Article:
CEMs are electrostatic devices where the total applied electric field, rather than its gradient, determines the acceleration of electrons. Consequently, the multiplication properties of a channel electron multiplier depend on the length-to-diameter ratio of the channel rather than on its absolute size. This feature opens a way for miniaturization, particularly to combining millions of small straight channel multipliers into the so-called microchannel plates (Fig. 3.3). An early CEM patent by Goodrich and Wiley envisioned "a plurality of [channel] multipliers ... arranged to intensify a light image." [7]

Originally developed for image intensifiers in night-vision devices, [8] MCPs not only enabled reliable detection and counting of individual particles and photons [9] but also provided the basis for position-sensitive detectors. Such latter devices determine a position, the coordinates, of the impact of each individual registered particle at the detector’s sensitive surface. Various types of secondary electron multipliers, including CEMs and MCPs, would be widely used in physics laboratories across the world ...

IKI 15 pages 54, 55, 56 sem, cem, mcp, psd

Fig. 3.1. Typical Venetian-blind discrete dynode secondary electron multiplier VEU-1 for operation in a vacuum. Particles enter the multiplier at the left end; the dynodes are in the middle. Photograph courtesy of Yu. V. Gott.

Fig. 3.2. Schematic of a channel electron multiplier, CEM, detecting and counting individual energetic particles and photons in a vacuum.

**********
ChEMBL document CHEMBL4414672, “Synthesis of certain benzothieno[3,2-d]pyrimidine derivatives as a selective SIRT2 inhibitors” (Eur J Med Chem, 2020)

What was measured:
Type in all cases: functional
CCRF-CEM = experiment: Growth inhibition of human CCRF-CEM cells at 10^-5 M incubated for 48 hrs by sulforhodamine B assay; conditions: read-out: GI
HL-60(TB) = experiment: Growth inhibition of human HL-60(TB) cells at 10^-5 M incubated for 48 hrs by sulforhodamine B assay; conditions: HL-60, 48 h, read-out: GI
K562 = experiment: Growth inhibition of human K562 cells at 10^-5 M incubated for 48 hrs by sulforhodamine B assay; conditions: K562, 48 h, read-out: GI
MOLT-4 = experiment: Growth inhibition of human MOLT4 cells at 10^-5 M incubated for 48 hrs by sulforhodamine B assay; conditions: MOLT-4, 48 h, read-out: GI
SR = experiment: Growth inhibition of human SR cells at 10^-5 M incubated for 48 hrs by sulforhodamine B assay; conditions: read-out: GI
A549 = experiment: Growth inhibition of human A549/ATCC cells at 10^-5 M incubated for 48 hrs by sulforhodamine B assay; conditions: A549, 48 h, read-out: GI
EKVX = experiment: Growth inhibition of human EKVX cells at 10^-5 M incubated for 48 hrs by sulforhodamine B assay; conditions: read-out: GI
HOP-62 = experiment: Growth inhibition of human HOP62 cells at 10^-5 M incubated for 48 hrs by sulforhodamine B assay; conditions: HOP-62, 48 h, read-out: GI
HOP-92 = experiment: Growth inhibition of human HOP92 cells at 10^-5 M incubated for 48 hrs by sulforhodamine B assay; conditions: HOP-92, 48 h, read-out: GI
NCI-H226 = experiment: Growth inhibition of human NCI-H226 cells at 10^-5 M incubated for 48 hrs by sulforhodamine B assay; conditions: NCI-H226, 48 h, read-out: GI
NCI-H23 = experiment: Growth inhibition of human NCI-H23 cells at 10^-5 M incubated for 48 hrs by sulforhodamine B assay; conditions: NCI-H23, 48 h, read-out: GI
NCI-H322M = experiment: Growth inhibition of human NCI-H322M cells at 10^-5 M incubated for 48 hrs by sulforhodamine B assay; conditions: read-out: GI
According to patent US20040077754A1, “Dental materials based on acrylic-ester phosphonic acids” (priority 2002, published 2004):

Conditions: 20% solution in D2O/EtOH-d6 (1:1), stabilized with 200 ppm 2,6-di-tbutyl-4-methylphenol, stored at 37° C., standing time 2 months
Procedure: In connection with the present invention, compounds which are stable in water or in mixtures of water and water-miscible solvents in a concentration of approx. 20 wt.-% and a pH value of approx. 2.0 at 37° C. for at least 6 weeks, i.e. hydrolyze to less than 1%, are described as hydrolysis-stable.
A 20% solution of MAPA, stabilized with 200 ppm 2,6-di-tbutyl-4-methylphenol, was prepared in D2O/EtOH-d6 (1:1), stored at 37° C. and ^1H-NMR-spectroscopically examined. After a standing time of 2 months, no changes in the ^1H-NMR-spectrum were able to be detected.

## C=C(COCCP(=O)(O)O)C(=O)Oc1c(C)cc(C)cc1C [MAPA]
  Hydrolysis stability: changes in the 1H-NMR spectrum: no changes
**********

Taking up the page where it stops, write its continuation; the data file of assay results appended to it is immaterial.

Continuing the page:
Fig. 3.3. Schematic of a microchannel plate with millions of small identical straight channels in a hexagonal pattern, each acting as independent channel electron multipliers (left). An MCP converts incoming particles into localized bursts of electrons at its exit where electronics amplify and count the bursts as detected individual events. Typically, two or three MCPs are mounted in series to provide the desired electron multiplication.

The photograph on the right shows (arrow) such a detector. MCP sensitive areas vary from one inch to a few inches in diameter; diameters of microchannels could be from 6-20 μ. (1 μ = 10^(–3) mm = 10^(–6) m is one micron.) An MCP detector converts an incoming particle into an electron avalanche locally, at a place where it hits the sensitive surface of the front MCP. This feature opens a way for building detectors that not only register individual particles but also determine positions of the electron avalanches at the MCP exit and thus the positions (coordinates) of the corresponding impact points of the registered particles on the sensitive surface. Such sensors are known as position-sensitive detectors, PSDs.

MCPs also form the basis for passive night-vision devices relying on starlight illumination. A photocathode near the MCP entrance converts an incoming photon into a photoelectron that, after acceleration, enters the MCP and produces an electron avalanche at the plate exit. Then, the electrons of the avalanche are further accelerated and strike a phosphor screen, with a resulting flash of light. Such night-vision systems operate in a vacuum in sealed enclosures and amplify image brightness by a factor of ten thousand and more.

Photograph courtesy of Mike Gruntman.